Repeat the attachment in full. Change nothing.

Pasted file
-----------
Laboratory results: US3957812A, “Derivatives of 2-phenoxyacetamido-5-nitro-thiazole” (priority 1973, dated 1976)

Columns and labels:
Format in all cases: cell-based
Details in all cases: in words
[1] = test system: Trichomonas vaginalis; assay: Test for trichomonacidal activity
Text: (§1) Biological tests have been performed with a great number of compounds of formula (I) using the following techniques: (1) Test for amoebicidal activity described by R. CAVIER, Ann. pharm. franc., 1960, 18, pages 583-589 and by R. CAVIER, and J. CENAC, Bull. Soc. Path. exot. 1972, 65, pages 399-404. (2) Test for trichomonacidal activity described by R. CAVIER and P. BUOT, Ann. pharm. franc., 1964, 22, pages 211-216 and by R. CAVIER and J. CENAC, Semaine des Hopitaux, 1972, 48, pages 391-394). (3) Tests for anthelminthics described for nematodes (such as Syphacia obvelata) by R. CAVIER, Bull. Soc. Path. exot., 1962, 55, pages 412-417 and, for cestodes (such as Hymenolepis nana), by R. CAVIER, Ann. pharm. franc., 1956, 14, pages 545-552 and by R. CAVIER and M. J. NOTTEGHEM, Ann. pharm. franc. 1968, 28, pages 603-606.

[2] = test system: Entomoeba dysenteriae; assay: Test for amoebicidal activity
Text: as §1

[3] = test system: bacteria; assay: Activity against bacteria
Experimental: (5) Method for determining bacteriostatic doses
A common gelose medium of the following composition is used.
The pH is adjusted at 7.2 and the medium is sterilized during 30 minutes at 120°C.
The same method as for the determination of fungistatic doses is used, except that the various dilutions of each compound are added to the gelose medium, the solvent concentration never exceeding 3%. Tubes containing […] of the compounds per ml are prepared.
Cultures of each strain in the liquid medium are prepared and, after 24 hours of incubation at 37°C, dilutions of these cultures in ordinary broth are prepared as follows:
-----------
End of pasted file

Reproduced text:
Laboratory results: US3957812A, “Derivatives of 2-phenoxyacetamido-5-nitro-thiazole” (priority 1973, dated 1976)

Columns and labels:
Format in all cases: cell-based
Details in all cases: in words
[1] = test system: Trichomonas vaginalis; assay: Test for trichomonacidal activity
Text: (§1) Biological tests have been performed with a great number of compounds of formula (I) using the following techniques: (1) Test for amoebicidal activity described by R. CAVIER, Ann. pharm. franc., 1960, 18, pages 583-589 and by R. CAVIER, and J. CENAC, Bull. Soc. Path. exot. 1972, 65, pages 399-404. (2) Test for trichomonacidal activity described by R. CAVIER and P. BUOT, Ann. pharm. franc., 1964, 22, pages 211-216 and by R. CAVIER and J. CENAC, Semaine des Hopitaux, 1972, 48, pages 391-394). (3) Tests for anthelminthics described for nematodes (such as Syphacia obvelata) by R. CAVIER, Bull. Soc. Path. exot., 1962, 55, pages 412-417 and, for cestodes (such as Hymenolepis nana), by R. CAVIER, Ann. pharm. franc., 1956, 14, pages 545-552 and by R. CAVIER and M. J. NOTTEGHEM, Ann. pharm. franc. 1968, 28, pages 603-606.

[2] = test system: Entomoeba dysenteriae; assay: Test for amoebicidal activity
Text: as §1

[3] = test system: bacteria; assay: Activity against bacteria
Experimental: (5) Method for determining bacteriostatic doses
A common gelose medium of the following composition is used.
The pH is adjusted at 7.2 and the medium is sterilized during 30 minutes at 120°C.
The same method as for the determination of fungistatic doses is used, except that the various dilutions of each compound are added to the gelose medium, the solvent concentration never exceeding 3%. Tubes containing […] of the compounds per ml are prepared.
Cultures of each strain in the liquid medium are prepared and, after 24 hours of incubation at 37°C, dilutions of these cultures in ordinary broth are prepared as follows: